Hair artist Charlie Le Mindu, who has free rein at Samaritaine for the season, has created a gigantic, evolving artwork which puts hair and fur in the spotlight. From his love for hair and his flair for fur, to his magnificent creations for Samaritaine, Charlie Le Mindu tells all.
How did hair, and fibers in general, become your medium of choice?
I've always been fascinated by all things hair and fur. My aunt was a hairdresser, and when I was 11, I used to sweep up at her salon. I found it beautiful. I used to watch the customers' reactions — hair creates such powerful emotions!
There doesn't seem to be a limit to what you can create with hair. Is it an infinite source of inspiration?
I just can't get tired of it, there are so many different types of hair you can work with! Whether it's for sculptures or for costumes, sometimes I'll look for Peruvian hair or Russian hair... I have got to know the specific characteristics of hair from every country.
Is creating an emotional experience from hair still important to you?
That's the purpose of my work.You have to elicit emotions and shake things up, without being shocking. I like to surprise people, to make it fun without being disturbing.
You have created a colossal exhibition for Samaritaine that continues to evolve. Can you tell us more?
Each phase corresponds to the changes we see in months until spring arrives! It all starts with a lot of fur, hair, vegetable fibers and Kanekalon in its raw, untamed state. Then everything bursts into bloom as colors, flowers and dried herbs are added. After that, I'll come to sculpt the work, braid the fibers or mold them into ridges. Finally, parts will be cut off during the harvest phase and given to visitors.
How did you come up with your "Les chevelures décoiffantes" installation?
The installation includes a dozen hanging wigs, each with different sensory features. I want to include every possible texture and push what is technically possible. I like the idea of mixing senses,and mpeople.!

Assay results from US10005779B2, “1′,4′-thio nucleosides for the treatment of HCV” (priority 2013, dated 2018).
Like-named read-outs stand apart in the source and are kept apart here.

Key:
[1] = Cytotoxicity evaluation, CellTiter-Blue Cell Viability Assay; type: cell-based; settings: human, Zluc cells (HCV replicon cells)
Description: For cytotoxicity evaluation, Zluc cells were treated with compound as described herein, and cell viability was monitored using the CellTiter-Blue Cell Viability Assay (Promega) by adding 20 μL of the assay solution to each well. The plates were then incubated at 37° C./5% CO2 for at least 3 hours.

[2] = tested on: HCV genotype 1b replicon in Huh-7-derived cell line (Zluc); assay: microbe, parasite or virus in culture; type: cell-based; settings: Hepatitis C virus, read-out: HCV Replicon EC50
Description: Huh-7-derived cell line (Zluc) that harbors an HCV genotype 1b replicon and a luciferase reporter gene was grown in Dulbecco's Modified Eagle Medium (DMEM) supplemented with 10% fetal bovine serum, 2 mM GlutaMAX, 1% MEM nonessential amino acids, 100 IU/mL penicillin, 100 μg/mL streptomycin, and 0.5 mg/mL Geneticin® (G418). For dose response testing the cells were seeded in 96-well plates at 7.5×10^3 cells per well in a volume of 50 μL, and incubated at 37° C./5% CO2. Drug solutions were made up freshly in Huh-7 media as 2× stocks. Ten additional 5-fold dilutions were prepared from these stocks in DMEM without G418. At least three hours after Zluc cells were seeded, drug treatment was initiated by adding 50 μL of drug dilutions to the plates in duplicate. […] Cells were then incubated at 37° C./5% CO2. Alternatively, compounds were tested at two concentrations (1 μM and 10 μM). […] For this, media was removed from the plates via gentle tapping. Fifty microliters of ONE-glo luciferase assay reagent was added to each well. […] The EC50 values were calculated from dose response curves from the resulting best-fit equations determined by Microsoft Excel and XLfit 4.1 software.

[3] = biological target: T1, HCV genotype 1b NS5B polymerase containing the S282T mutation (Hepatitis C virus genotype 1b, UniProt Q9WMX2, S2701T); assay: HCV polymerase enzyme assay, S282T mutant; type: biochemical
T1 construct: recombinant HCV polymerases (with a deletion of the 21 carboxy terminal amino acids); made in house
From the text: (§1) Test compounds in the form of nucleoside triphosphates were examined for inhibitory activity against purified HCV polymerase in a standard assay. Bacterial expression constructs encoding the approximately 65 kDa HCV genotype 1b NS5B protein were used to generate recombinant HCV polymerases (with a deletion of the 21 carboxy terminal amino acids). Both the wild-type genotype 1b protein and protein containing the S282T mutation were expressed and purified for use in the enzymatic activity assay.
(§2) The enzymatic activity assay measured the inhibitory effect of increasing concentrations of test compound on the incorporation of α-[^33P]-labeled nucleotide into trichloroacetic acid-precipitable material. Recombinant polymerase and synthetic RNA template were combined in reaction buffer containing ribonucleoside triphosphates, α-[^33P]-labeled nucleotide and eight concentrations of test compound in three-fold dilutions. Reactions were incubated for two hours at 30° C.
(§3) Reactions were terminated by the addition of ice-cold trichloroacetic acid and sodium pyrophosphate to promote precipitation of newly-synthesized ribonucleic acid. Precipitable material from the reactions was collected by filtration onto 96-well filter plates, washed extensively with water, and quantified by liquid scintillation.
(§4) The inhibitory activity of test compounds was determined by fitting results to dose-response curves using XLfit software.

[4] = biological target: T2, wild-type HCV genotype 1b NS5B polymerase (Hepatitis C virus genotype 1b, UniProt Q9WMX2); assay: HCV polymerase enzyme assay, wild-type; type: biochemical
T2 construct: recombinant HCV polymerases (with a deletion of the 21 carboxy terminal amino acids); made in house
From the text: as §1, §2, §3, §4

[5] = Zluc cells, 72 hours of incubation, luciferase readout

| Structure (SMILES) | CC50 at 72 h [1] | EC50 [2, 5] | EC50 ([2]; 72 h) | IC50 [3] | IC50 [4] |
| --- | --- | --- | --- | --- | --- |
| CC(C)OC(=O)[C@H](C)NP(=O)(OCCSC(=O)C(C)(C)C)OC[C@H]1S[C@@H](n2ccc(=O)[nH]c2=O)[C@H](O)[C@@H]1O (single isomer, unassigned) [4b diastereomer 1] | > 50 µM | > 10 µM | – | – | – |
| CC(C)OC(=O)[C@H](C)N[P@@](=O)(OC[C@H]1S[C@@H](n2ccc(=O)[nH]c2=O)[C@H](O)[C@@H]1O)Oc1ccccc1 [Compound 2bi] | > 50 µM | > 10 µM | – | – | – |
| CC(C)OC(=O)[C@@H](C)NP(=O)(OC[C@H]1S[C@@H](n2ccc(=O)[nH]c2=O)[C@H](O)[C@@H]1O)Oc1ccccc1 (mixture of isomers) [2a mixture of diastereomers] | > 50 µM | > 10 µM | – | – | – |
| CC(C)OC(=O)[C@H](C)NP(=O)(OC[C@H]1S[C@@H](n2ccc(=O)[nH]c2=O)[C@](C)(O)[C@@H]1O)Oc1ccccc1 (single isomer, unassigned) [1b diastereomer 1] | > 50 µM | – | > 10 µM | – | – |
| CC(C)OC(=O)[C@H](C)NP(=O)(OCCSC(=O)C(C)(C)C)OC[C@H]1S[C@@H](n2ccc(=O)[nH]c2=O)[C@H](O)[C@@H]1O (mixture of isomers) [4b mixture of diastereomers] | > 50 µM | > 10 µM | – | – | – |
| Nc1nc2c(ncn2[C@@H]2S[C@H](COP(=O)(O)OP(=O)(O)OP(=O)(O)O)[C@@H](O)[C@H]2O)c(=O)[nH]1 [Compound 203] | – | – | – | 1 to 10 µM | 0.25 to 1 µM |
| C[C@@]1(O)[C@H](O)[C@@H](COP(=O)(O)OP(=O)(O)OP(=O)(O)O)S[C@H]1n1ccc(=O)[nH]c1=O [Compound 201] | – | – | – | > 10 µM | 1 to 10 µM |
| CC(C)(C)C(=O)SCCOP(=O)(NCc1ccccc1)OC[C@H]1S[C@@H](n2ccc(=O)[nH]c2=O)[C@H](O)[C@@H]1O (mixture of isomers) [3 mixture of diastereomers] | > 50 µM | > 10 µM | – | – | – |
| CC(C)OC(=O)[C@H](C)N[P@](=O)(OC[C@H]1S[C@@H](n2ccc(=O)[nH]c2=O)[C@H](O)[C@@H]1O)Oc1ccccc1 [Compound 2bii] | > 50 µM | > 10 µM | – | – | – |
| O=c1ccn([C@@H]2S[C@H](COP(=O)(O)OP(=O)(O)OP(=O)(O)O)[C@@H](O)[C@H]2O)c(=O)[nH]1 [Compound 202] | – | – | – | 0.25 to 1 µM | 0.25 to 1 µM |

Your abode is also coming to Samaritaine, which includes your bedroom, your bathroom, your living room. What’s that about?
This place is what my home could look like in my wildest, hairiest dreams. My work is inspired by the countries I've visited. There's an organic theme for the living room, Parisian-inspired gray for the bedroom, and for the bathroom, I've drawn on the 70s style for a more pop feel.
To conclude the exhibition, dancers will wear your creations and perform in store to celebrate the return of the good weather. Do you enjoy bringing together different art forms?
Dance has always been very important to me. I'm currently working with Alexander Ekman on a ballet, as well as on a project for Stravinsky's Pulcinella in Monaco. My previous
That Paris feeling with Charlie Le Mindu
His first impressions, his love of terraces, his vision for the store — the flagship artist of this spectacular season at Samaritaine reflects on his relationship with Paris.
When did you first discover Paris?I was 16 years old the first time I came here. I loved it because it was so gray! I adore brutalist architecture, and even though it's known as the City of Lights, what struck me most was the grayness of the buildings and the Eiffel Tower.
What is your greatest emotional connection to Paris?I lived here for 8 months when I was 24. I fell in love with the world of dance and started working with the Crazy Horse dancers. During those days, my favorite thing to do in Paris was to go for a walk, sit out on the terrace and watch the people go by.
What are your favorite districts in Paris now?I love Château Rouge, Marx Dormoy, Stalingrad, La Chapelle… I think those are the most authentic districts. It reminds me of New York, where you can find people of all nationalities. I love seeing people mix.
What does Samaritaine mean to you?It's where old meets new. I love the selection of big brands, like Balmain, and fresh new designers, like Cahu. I think Samaritaine just embodies Paris, which is why I love to wander around the store so much.